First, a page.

The DPO’s tasks also include verifying the computer programs used; and training the staff working with personal data. More generally, he has to advise the company on relevant operations, and to suggest changes where necessary. This is a delicate matter, especially if the legal requirements are open to different interpretations. The Act therefore adds that the official may, “in cases of doubt” contact the relevant DPA. However, except in the special context of a “prior check” issues, the Act does not make this obligatory.

It is important to note that the DPO in Germany is not just a cosmetic function, and it is important for the company and DPO to take his role seriously. Thus, the DPO must be given sufficient training and resources to do his job properly. Failure to take the DPO function seriously can have serious legal consequences, both for the company and the DPO.

When appointing a DPO, it is important to identify potential incompatibility and conflict of interests between this position and other positions of the person within the company. Non-compliance with the law is subject to an administrative offense which can be punished by a fine of up to € 25,000. Moreover, the DPA can order the dismissal of the DPO if he or she also holds a position which is incompatible with the role as DPO. Finally, non-compliance may give rise to liability under the Act.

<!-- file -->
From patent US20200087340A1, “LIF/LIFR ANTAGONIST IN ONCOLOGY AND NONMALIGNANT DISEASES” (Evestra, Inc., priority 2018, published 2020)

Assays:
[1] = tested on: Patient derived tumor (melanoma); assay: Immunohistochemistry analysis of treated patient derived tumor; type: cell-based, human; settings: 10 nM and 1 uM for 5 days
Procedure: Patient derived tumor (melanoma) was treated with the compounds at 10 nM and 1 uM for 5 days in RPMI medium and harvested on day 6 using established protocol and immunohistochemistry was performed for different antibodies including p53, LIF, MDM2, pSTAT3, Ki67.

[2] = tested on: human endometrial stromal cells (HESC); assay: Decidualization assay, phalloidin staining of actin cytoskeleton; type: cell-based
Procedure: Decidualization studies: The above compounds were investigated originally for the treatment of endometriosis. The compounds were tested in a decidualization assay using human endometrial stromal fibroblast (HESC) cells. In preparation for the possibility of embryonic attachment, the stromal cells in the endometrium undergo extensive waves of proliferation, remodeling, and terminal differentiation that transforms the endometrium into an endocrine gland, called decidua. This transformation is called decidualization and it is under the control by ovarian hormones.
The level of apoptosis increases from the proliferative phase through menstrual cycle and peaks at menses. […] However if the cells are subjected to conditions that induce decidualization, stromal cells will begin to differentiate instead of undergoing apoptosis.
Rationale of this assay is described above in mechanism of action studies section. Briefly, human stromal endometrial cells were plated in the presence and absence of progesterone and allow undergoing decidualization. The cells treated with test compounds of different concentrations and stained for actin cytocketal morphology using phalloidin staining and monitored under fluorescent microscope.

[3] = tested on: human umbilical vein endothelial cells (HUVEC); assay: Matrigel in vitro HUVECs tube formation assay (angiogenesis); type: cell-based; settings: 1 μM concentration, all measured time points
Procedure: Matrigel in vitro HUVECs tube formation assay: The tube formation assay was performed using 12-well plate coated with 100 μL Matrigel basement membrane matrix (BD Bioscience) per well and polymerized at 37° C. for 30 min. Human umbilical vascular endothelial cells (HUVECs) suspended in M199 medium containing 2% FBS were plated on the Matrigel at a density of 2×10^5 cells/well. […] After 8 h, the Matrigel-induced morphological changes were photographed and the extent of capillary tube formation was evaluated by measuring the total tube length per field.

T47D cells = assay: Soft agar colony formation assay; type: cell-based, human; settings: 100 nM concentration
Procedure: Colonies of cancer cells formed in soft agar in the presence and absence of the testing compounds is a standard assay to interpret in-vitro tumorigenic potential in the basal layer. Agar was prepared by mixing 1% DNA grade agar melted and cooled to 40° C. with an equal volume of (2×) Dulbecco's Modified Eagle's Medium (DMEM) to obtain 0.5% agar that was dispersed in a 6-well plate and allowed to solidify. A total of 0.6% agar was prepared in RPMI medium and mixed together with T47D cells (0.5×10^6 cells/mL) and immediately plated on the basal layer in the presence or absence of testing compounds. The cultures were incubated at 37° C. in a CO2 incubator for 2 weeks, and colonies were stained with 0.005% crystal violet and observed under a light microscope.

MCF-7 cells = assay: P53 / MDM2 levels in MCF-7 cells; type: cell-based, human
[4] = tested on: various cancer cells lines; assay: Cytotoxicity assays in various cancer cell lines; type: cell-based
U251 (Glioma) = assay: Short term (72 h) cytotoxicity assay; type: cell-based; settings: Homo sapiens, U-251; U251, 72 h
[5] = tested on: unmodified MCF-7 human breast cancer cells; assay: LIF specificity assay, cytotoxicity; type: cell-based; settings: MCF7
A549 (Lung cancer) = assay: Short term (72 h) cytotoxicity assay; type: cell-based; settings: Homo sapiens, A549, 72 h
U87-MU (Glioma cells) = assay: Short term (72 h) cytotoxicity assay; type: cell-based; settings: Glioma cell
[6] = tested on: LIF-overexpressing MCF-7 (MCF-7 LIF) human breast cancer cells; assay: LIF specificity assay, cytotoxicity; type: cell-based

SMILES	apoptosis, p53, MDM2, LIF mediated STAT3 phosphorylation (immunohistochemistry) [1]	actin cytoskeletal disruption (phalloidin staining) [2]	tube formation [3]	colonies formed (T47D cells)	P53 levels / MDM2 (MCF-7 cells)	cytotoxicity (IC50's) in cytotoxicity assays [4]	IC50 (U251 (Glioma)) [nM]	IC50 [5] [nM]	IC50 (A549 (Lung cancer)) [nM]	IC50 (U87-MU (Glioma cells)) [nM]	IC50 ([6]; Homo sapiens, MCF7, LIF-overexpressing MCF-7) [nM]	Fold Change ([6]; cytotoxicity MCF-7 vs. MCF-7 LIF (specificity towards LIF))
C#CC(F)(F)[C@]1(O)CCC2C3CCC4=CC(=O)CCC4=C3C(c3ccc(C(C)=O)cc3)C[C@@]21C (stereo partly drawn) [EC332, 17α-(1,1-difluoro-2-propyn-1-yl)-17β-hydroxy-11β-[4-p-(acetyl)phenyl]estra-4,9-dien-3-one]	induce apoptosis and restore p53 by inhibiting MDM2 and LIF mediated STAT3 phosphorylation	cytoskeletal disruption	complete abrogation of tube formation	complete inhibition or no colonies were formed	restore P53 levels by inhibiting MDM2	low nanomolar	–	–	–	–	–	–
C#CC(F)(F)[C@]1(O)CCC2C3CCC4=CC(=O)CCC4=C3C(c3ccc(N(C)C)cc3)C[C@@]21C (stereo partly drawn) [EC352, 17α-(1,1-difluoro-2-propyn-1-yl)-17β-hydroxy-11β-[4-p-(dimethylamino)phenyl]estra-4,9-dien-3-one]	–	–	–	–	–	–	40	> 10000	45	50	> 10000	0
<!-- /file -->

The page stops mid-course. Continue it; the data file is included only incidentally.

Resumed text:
Unfortunately, with regard to conflicts of interest there is no clear picture, and much depends on local requirements and views by local DPAs. In general, the following positions are considered to be incompatible with the position of a DPO:

CEO, Director, Corporate Administrators, or other managerial positions that are legally or statutory compulsory
Head of IT/ IT Administrator
Head of HR
Head of Marketing
Head of Sales
Head of Legal
Executives of corporate units processing massive or sensitive personal data

Employees in the administrative department and employees in the legal department are more likely considered to have no conflicts of interest. Finally, views differ considerably with regard to the position of an internal auditor and the head of corporate security. An IT security manager can be appointed if he is independent in the organization of the department.

Finally, German law does not provide for having a “Group DPO” that oversees a group of companies or a holding (Konzerndatenschutzbeauftragter). Such a DPO needs to be appointed by every single entity and also has to implement local data protection coordinators.